Like every machine, when your computer connects to a network or the internet, it is assigned an IP address. An IP address corresponds to a computer’s unique address and identity. The IP address system allows networks (or the internet in general) to differentiate and recognize computers. Therefore, in theory, no 2 computers can (or should) have the same IP address on any given network (or on the web in general).
Note: The article here is the first part of the series on resolving IP address conflicts in Windows.
What does it mean if Windows has detected an IP address conflict
Well, it is quite obvious – Windows is trying to tell you that your computer’s IP address is already in use within the network or on the internet. All IP addresses are supposed to be unique; a single IP cannot be shared between computers – and this explains Windows struggles involving IP conflicts.
In any case, we do not believe that two devices are sharing the same IP address on your network. Here, instead, we are assuming that the IP address conflict is down to a glitch or irregularity in your PC settings or router. Or your ISP might even be at fault. For this reason, with those assumptions in place, we intend to show you how to remove the ‘Windows has detected an IP address conflict’ error message.
We will now proceed to the primary part of this guide, where we get to describe the fixes. By the time you are done reading this article, you will have learned how to resolve IP address conflicts on Windows 10 computers. Here we go.
How to resolve the ‘Windows has detected an IP address conflict’ problem in Windows 10
We strongly advise that you begin with the first procedure and (if necessary) continue with the rest of the solutions in the order we arranged them below.
Restart your router or modem or internet setup:
The vast majority of IP conflicts defined by the Windows has detected an IP address conflict error can be resolved by a simple restart of the router or device powering the internet setup. At least, most users were able to make things right with their connection or the internet by doing precisely that.
These instructions cover the router or internet device restart procedure:
- If you use a router to connect to the internet, then you have to grab the router device (physically).
- Check your router’s body for its power button. Once you find the power button, you must press it and hold it down for as long as necessary until your router goes off.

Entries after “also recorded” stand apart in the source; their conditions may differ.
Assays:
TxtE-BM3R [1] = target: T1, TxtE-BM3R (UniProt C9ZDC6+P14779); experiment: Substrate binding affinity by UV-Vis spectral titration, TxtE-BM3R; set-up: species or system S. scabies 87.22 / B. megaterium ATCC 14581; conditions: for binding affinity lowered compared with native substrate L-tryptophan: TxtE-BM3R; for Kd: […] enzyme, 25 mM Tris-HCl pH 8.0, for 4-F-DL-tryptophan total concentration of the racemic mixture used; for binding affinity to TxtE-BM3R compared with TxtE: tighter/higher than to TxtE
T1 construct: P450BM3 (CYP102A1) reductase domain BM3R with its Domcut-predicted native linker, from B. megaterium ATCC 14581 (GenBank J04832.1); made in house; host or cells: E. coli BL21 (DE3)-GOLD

You will know that your router has lost power once all its lights go off. The minimum waiting time is 30 seconds, but we actually recommend that you wait at least 5 minutes (to ensure all the devices and networks in your internet setup shut down) before you put on the device.
- If your router lacks a power button or if its power button fails to do the job, then you simply have to disconnect your router’s plug from the power source and then wait for a while or as long as necessary for the device to go off.
- Similarly, if you use a modem or similar device to connect to the internet, then you simply have to disconnect the modem from your computer, wait for a while (and you can even restart your PC during this time), and then plug your model or internet device back into your computer.
- Put on your router – if this step applies.
- Now, assuming you are back to your computer, you must try using your internet to see what happens.
If the IP issue persists, then you will do well to turn off or disconnect your router (or modem) from your computer again, restart your router, turn on your router or connect the modem back to your computer, and then test things using your network or internet again.
Disable and then enable your network adapter:
Your network adapter is the component that interfaces your computer with a network (or the internet in general). If you connect to the internet via Wi-Fi, then your machine will be configured to use a wireless network adapter. If you connect to the internet via Ethernet, then your PC will end up using a USB or wired network adapter.